COVID-19 in Older Adults: Key Points for Emergency Department Providers


March 18, 2020

BOX 1

PATIENT SCENARIO 1:

The daughter of an 82-year-old community-dwelling, woman calls the ED nurse hotline regarding her mother. The patient has a past medical history of diabetes mellitus and multiple comorbid illnesses. During the past week the patient had a cough, runny nose, and a slight fever. No temperature has been taken today. Her cough has worsened over the last week. The patient has not recently traveled, however family members from Europe visited the patient three weeks ago. They were not ill. The patient’s fingerstick blood glucose has been running higher than baseline and the daughter feels that the patient globally looks a bit worse than baseline.

  • Should this patient be sent to the ED?
  • Should she receive COVID-19 testing?
  • Are there alternative sites for her testing and treatment?
  • What systems should be in place to address her care?

Background

As of noon March 18, 2020, 7,038 cases of COVID-19 have been reported in America. Numbers are predicted to increase dramatically due to increases of testing.  There have been 116 deaths, mostly in older adults.  There are 106 patients now reported as fully recovered.  Twenty-three older adult deaths were a cluster from one nursing facility in Washington state.2 Currently, 49 states have reported cases of COVID-19 infection, and President Trump has declared a National State of Emergency. Without widespread containment measures, the number of cases is projected to double every 6.4 days.3

COVID-19 differs from other viral URI’s because of virulence.  The virus lives on surfaces for up to 9-days and is more contagious than influenza. There also exists no herd immunity for this novel infection, and to date no vaccine exists.4

This manuscript presents two common case scenarios to illustrate the central role of the Emergency Department (ED) in the diagnosis, acute management, and community care coordination of complex older adults in this rapidly changing situation.

What is Unique About COVID-19 & Older Adults?

Due to physiologic changes of aging, decreased immune function, and multimorbidity, older adults are at significantly increased risk from COVID-19.5 See Appendix 1 for Key Points for Patients. Older adults are more susceptible to the infection itself and are more likely to suffer from the severe form of COVID-19 disease and to have complications.

Aging may also complicate diagnosis, as older adults with respiratory viruses often present atypically.  The median duration from symptom onset to death is 11.5 days in persons >70 years vs. 14 days in younger persons.6

The definition of fever may need to be altered for older adults. Please see the section on what is fever below.  A careful fever evaluation is essential in older adults as based on a new report by Cao et.al.7 Cao showed rapid increases in visits, with 40% of all ED visits for fever evaluation. Based on such numbers, administrators would anticipate the depletion of personal protection equipment effecting majority of ED providers.

A recent World Health Organization report found that the case fatality rate for COVID-19 patients older than 80 years in China was 21.9%, while patients of all ages with no underlying chronic conditions had a fatality rate of only 1.4%.8 It should be considered that issues such as inadequate ED or ICU care, or lack of resources could also adversely affect mortality and that age is one of many such factors.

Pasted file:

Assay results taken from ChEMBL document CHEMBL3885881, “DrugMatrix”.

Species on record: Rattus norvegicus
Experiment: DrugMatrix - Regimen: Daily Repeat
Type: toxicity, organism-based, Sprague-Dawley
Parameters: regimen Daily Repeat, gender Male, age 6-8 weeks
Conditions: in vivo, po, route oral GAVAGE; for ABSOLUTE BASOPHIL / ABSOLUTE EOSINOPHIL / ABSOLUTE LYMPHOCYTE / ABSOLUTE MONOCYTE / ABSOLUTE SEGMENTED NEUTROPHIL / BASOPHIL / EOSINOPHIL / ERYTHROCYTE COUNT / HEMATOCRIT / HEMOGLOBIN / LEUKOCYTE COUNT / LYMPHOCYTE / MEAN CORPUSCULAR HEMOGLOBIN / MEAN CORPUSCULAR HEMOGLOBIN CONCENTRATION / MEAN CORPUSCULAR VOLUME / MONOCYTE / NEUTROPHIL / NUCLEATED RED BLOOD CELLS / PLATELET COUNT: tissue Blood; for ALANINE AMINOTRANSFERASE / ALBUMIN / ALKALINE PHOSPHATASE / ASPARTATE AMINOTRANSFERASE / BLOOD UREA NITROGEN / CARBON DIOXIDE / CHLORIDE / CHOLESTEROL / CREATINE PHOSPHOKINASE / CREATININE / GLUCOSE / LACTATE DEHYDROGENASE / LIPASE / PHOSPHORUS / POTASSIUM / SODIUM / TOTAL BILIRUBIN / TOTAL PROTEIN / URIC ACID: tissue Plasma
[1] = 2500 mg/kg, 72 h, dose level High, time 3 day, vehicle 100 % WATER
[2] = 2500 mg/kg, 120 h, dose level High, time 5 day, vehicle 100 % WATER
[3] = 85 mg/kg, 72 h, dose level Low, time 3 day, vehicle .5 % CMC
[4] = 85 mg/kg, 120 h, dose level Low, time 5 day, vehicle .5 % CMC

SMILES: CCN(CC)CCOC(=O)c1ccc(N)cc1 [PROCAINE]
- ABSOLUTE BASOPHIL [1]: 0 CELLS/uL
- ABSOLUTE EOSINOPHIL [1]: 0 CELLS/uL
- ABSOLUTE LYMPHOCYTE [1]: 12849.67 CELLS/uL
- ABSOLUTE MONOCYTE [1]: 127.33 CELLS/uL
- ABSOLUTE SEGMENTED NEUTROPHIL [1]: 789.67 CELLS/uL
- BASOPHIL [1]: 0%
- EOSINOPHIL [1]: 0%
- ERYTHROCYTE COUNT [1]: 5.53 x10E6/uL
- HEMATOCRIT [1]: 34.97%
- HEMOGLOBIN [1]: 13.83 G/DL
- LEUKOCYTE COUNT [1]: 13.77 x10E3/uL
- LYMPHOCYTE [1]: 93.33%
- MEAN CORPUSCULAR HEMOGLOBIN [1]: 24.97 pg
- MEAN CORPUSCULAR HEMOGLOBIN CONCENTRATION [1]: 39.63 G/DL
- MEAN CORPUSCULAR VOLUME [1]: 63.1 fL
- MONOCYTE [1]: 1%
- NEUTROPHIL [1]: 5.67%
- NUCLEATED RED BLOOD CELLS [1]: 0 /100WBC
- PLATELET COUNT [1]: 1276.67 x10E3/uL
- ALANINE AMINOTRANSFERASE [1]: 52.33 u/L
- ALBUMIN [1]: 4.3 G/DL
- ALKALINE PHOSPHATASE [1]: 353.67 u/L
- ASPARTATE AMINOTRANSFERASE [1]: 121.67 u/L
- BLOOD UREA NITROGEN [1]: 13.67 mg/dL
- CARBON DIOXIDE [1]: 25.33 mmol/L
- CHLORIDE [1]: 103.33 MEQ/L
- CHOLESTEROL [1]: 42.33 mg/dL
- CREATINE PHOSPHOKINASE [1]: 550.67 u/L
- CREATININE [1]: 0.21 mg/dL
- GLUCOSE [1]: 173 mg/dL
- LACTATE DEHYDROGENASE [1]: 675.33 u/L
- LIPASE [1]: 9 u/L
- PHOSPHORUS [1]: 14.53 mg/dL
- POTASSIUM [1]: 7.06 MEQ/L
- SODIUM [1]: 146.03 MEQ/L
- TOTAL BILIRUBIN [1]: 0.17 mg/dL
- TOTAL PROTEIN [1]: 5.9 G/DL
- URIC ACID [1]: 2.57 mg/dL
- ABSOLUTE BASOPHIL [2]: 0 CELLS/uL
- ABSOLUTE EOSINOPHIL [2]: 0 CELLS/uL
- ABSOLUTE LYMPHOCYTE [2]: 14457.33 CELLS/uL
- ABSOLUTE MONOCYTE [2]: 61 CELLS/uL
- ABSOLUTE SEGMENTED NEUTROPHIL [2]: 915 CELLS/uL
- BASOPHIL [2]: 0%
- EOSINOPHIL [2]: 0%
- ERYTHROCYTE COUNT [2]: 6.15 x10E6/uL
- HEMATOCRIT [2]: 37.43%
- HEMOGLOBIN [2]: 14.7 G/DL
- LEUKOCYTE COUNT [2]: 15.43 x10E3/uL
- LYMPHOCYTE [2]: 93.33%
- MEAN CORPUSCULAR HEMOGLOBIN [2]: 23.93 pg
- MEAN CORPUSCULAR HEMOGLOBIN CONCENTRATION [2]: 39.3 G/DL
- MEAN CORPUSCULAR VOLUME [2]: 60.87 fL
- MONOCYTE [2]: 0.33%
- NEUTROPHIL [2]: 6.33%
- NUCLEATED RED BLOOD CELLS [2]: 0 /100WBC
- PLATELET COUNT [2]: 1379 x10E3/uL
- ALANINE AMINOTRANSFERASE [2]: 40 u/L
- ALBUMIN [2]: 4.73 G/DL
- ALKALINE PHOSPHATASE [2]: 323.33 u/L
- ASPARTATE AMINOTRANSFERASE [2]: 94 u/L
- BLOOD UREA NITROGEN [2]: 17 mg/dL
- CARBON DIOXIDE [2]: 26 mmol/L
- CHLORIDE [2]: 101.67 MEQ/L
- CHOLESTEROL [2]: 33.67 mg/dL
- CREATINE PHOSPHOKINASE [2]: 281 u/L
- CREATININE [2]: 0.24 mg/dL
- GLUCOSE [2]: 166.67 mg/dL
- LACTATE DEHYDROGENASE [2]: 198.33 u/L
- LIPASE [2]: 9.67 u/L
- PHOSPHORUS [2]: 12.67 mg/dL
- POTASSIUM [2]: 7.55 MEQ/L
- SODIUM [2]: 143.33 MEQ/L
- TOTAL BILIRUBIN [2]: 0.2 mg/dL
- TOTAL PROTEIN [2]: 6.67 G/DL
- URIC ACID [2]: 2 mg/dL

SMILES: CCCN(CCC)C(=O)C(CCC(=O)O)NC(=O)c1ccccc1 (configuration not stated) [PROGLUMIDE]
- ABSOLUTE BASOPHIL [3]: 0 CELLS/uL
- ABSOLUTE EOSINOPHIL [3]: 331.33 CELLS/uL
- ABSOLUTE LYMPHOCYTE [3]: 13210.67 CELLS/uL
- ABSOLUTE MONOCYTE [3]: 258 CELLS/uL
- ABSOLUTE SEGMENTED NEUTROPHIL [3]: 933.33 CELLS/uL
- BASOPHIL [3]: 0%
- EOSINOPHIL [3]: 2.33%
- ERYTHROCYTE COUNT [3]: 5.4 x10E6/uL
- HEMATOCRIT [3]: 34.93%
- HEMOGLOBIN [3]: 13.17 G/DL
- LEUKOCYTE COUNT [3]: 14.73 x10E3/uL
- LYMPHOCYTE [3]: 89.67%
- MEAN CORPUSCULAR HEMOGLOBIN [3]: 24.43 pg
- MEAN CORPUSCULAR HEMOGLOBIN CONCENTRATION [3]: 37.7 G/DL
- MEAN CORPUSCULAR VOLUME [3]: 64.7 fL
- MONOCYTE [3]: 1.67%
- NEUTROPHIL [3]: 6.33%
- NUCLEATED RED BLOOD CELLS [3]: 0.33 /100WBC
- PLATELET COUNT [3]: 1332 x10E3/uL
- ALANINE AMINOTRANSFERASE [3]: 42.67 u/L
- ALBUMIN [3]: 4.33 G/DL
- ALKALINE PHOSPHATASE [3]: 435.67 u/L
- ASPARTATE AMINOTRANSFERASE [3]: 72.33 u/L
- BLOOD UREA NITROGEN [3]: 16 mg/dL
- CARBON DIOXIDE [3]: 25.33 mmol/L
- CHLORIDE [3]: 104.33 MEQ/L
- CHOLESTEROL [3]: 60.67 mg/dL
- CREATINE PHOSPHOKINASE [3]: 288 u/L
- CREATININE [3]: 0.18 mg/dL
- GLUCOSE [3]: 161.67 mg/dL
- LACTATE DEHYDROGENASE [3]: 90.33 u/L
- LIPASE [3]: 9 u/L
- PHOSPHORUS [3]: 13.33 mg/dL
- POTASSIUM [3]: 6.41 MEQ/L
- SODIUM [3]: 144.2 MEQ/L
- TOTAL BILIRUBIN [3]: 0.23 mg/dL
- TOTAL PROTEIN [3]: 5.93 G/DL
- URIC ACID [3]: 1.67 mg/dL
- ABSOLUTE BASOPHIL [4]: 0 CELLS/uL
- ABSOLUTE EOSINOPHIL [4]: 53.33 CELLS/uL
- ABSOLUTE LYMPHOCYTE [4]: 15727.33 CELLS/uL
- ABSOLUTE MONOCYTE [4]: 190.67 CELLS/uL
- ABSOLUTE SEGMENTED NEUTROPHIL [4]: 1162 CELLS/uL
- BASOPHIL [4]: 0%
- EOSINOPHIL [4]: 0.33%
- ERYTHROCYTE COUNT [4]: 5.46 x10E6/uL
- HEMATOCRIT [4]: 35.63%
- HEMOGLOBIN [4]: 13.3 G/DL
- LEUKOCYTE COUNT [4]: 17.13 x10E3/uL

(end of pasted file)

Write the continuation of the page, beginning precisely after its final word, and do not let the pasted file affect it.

Mortality data emerging from Italy reveals the staggeringly high risk of this virus for older adults.In Italy, where 23% of the population is over 65 years, 89% of COVID-19 deaths are over 70 years old (31% between 70-79 and 58% are over 80 years old).7

On the hopeful side, 103-year-old Zhang Guangfen was admitted to Wuhan’s Liyuan Hospital March 1st and has completely recovered.

What is Fever in Older Adults?

Should we use a temperature of only 100°F to screen for disease in older adults? COVID-19 symptom screenings often use fever as an important sign of illness.  Data from China inform that fever is the most common sign, with 83% of 99 inpatients with mean age 55 (15% over 70) exhibiting fever.9

However, fever may not be a sufficiently sensitive sign in older adults, as it is frequently blunted or absent even in serious infection.10 Lacking specific data from the evolving COVID-19 epidemic, influenza, another respiratory virus with significant mortality in older adults, also informs the sensitivity of fever in older adults.  One ED-based study shows that only 32% of patients over 60 years with proven influenza had triage temperatures >100˚F.11 Temperature may be even less sensitive among our most frail older adults, those in senior living, who carry the highest risk from infection.

The Infectious Disease Society of America recommends modifying the definition of fever for older adults to:

  • A single oral temperature over 100°F, or
  • 2 oral repeated temperatures over 99°F or
  • an increase in temperature of 2°F over the baseline temperature.12 

Please read more from the Geriatric Emergency Department Collaborative in the March 2020 issue of the Journal of Geriatric Emergency Medicine.

 

 

Contributors: Michael L Malone, MD, Teresita M Hogan, MD, FACEP, Adam Perry, MD, Kevin Biese, MD, Alice Bonner, PhD, RN, FAAN, Patti Pagel, RN, Kathleen T Unroe, MD, MHA
Collaborators: West Health, The John A. Hartford Foundation, and The Institute for Healthcare Improvement